- Ultrawealthy Americans are renouncing their citizenship in increasing numbers, according to Axios.
- Insider previously reported that the ultrawealthy wanted to flee unrest and the pandemic.
- President Joe Biden's proposed tax hikes on the wealthy may also be kickstarting plans to leave.
- See more stories on Insider's business page.
More of America's wealthiest citizens don't want to be American anymore, according to new data compiled by Axios.
In 2020, according to IRS data, 6,707 Americans gave up their citizenships - a 237% increase from the prior year. It's particularly pronounced among some of the wealthiest, who have been leaving at more elevated rates since 2016 (with a noticeable dip in 2019).
As Insider previously reported, the US passport lost a big chunk of its value in 2020. Some of the reasons that the richest Americans wanted to flee? The handling of the pandemic, general social unrest, and, perhaps most importantly, the presidential election.
At the time, America's wealthiest were having a hard time finding a way out, even for vacation, since so many countries weren't allowing in Americans.
Nuri Katz, the founder of Apex Capital, a firm that specializes in citizenship by investment (CIP) programs, previously told Insider the wealthy had to adjust to not being able to travel for work or pleasure - leading to a desire to "diversify" passports.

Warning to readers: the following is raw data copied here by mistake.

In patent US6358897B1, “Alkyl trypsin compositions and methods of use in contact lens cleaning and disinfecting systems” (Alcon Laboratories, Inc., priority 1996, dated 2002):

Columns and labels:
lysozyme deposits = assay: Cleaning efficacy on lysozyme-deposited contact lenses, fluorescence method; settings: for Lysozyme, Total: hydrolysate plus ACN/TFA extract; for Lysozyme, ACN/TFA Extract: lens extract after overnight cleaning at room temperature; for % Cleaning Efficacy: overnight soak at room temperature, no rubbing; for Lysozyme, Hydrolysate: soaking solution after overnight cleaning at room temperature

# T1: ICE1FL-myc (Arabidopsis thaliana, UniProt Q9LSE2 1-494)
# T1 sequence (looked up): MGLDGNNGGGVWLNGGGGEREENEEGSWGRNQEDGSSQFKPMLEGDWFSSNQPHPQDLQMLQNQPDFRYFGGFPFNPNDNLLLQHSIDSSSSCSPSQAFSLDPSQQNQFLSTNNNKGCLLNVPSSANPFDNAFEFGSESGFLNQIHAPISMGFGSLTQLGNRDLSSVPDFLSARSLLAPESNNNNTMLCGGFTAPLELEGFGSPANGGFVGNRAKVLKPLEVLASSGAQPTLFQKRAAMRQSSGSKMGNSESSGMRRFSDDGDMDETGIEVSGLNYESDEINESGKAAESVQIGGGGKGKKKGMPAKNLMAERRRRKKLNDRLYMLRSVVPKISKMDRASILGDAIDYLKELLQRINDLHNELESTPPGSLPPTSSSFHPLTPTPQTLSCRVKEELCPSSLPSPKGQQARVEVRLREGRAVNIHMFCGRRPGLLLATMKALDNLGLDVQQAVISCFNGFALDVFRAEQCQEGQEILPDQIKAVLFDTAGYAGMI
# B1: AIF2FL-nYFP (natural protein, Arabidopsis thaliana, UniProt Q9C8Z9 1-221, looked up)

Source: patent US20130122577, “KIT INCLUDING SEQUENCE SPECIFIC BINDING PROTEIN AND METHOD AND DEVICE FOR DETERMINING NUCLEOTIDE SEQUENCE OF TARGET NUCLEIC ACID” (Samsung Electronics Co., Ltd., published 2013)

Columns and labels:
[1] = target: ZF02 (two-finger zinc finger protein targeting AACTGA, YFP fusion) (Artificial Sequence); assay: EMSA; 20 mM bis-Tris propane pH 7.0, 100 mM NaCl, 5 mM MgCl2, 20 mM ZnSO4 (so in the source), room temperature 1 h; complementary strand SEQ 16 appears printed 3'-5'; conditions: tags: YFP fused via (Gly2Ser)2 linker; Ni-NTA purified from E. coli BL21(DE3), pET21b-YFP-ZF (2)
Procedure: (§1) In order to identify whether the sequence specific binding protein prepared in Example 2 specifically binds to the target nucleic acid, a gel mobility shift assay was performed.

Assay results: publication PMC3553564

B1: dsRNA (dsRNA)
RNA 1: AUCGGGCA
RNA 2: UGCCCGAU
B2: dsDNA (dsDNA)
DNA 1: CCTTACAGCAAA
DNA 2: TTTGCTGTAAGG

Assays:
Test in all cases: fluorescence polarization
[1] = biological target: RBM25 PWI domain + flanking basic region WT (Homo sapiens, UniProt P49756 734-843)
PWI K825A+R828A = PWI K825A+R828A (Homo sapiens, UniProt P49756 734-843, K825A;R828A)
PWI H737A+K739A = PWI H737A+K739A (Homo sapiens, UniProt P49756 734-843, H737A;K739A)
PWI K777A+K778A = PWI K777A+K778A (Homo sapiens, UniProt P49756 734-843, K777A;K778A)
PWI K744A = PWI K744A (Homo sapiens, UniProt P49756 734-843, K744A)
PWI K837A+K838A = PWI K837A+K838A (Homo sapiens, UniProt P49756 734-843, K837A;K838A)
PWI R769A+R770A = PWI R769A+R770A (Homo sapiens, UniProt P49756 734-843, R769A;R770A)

Now, Axios reports, one concern propelling the wealthy out of the country might be taxes. President Joe Biden has proposed tax raises targeting the highest-earning in an effort to pay for infrastructure spending. Those include a 39.6% capital gains tax on Americans earning over $1 million, which would be levied in conjunction with a 3.8% Obamacare tax - resulting in a 43.4% capital gains tax, nearly double current levels.
A report from the Institute on Taxation and Economic Policy (ITEP) found that the top 1% of American taxpayers would shoulder the burden of Biden's proposed tax increases, each paying an extra $100,000 in taxes every year.
The status of those tax increases is still up in the air, since they didn't make it into the pay-fors for the latest bipartisan infrastructure bill. They could still show up in the party-line reconciliation bill being written by Democrats, but perhaps at not such elevated rates.
But, according to Axios, the prospective tax hikes might still be a dealbreaker for some wealthy Americans.